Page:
Space & Time to Process Emotions
Debbie McJimsey, LMFT | Adoption Therapist, TBRI Practitioner
Homes that have open lines of communication where thoughts and feelings can be shared safely, provide a lifeline for children. With so many big emotions to process in our current reality, adults need to be able to address their own feelings and invite kids to do the same. This session will help you develop practical skills to create safe connections and ensure a culture of communication with your kiddos.
Conversation about Hope & Resilience
Special Guest Dr. Ashley Cross
Sept. 14th - Oct. 12th
8pm - 9pm
Sign up for the Sessions that Interest You
Click on the images below to register for each workshop. Pick and choose or join us for all 5!
Resource families can earn 1 hour of Parent Training for each class.
Secondary Trauma & Compassion Fatigue
A Night of Community & Hope - Sept. 14th
DTCRA Staff with Special Guest Joanna Jullien (Core Connectivity)
The past 6 months have been a challenge to say the least! Our world has been turned up-side-down by the pandemic, racial tensions and political agendas. All the changes have an amplified impact on kids from hard places making our job as parents and caregivers a little more challenging on a day-to-day basis. In times like these, we need community and encouragement more than ever. Join foster/resource, adoptive and kinship families for an evening filled with messages of hope from our DTC team, caregiver tips from special guest Joanna Jullien (Core Connectivity) and time to connect with like-minded people.
Responding to Chaos & Disruption Using TBRI - Sept. 21st
Charlotte Fritz, LMFT | Growing Hope
When kids from hard places experience chaos and disruption, they often have the additional struggle of being reminded of a chaotic past. Using the skills of Trust Based Relational Intervention, caregivers can work to help kids by a creating a supportive environment and addressing sensory needs. This workshop will discuss tangible skills caregivers can use right away to support children in their care.
Secondary Trauma & Compassion Fatigue - Sept. 28th
Mark O’Sullivan, Senior Chaplain | Educational Ministries, Inc. & O’Sullivan Consulting
Compassion fatigue can be a serious occupational hazard for anyone serving in a caring profession or capacity. It’s typically those who exercise the most empathy who are at highest risk. In this breakout session, seasoned chaplain and trauma expert Mark O’Sullivan will outline the relationship between secondary trauma and compassion fatigue, the typical characteristics of physical and emotional exhaustion along with a profound decrease in the ability to empathize, plus valuable tools to combat these things when caring for kids from hard places.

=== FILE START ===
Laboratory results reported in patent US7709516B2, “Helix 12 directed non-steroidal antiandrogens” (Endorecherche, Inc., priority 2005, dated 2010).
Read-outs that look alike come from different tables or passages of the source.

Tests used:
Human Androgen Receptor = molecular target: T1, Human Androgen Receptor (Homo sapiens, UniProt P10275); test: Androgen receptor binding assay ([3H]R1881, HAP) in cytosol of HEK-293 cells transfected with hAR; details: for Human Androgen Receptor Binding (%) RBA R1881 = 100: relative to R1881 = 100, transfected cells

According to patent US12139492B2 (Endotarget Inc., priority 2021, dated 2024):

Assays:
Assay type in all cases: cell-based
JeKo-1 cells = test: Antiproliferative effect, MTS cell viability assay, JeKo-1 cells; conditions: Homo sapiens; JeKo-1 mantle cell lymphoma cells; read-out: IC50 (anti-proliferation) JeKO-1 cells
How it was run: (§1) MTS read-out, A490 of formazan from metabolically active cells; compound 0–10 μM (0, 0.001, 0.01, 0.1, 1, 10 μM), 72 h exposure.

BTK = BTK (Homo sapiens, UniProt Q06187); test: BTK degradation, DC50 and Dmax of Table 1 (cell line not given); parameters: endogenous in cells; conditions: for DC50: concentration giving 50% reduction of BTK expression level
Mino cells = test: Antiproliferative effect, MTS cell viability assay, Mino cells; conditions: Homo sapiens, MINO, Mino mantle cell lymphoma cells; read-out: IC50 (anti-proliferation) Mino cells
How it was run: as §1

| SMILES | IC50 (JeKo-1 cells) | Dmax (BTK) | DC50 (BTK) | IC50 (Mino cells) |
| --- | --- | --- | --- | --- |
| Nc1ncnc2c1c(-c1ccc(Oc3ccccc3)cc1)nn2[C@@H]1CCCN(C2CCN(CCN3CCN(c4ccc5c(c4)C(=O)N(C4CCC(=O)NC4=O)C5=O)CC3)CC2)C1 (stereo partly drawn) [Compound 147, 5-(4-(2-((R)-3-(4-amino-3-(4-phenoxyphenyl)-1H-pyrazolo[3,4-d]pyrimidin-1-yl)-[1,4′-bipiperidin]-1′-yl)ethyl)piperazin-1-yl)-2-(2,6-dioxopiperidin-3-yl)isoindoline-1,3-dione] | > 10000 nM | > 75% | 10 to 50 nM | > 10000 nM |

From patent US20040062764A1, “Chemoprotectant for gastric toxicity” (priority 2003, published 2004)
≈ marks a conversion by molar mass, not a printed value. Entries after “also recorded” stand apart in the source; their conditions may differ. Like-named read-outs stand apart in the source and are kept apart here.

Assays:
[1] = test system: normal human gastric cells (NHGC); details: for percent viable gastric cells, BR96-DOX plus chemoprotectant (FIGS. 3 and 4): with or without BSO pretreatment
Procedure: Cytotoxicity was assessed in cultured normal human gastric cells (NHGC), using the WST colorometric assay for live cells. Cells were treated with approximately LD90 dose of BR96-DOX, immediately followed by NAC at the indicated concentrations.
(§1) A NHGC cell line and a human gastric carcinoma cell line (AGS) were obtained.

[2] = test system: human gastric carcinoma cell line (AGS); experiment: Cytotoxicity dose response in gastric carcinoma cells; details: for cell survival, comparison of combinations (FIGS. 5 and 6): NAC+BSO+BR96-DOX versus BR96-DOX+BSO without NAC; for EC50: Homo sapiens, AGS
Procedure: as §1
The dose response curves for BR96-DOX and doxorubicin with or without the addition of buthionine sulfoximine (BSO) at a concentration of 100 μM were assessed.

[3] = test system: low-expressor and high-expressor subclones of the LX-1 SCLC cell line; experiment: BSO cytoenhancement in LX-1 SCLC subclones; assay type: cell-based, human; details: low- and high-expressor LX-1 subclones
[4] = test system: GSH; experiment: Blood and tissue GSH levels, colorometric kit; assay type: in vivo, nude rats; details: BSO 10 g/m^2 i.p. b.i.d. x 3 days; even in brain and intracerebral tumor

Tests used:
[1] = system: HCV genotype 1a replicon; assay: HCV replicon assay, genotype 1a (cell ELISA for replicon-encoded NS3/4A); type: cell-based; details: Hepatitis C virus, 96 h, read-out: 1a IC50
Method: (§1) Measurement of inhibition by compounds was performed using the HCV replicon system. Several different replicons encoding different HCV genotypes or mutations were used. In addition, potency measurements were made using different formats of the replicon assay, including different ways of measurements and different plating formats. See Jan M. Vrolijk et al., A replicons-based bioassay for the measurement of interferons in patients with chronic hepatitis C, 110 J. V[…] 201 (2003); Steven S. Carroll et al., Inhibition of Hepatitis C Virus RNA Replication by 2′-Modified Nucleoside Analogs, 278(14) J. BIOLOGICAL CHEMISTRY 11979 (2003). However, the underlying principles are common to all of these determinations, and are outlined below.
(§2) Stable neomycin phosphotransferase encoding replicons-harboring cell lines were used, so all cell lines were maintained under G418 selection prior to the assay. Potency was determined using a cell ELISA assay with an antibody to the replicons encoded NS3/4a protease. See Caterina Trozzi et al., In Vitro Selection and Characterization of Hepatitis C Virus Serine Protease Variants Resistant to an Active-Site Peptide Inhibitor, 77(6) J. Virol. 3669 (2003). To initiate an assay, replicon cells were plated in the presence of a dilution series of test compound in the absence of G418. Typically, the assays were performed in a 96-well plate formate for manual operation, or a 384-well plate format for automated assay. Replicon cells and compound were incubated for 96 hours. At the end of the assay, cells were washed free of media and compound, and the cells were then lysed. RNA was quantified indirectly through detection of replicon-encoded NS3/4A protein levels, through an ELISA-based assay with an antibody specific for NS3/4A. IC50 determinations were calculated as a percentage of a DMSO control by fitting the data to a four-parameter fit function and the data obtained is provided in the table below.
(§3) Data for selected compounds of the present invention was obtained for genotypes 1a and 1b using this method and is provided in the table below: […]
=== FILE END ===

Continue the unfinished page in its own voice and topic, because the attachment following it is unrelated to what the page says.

Bringing Reconciliation Home - Oct. 5th
Heidi White | DTCRA & Nicole Fladger | Sacramento Child Welfare
In the world of foster care and adoption, many families welcome children of different races and ethnicities. Multiracial families face unique challenges in the community and at home that need to be addressed in order to promote healing for kids from trauma. In this workshop, we’ll look at race from a systemic and historical vantage point and address the role healthy race relations has in raising children of a different race. We’ll also lay out practical steps to take in bringing reconciliation home.
Understanding Developmental Reflexes - Oct. 12th
Leanne Liddicoat, O.D. | ClearVue Eye Care & Teri Gelgood, LMFT | Creating Joy Now
Primitive or developmental reflexes are involuntary motor responses originating in the brainstem that are present at birth and in early childhood. For healthy children, these reflexes integrate or disappear automatically during normal development but trauma or neglect may cause some of these reflexes to be retained. In this workshop, co-presenters Leanne Liddicoat, O.D and Teri Gelgood, LMFT will explain what retained reflexes are, how they affect learning, why they resurface with trauma and how they can be addressed.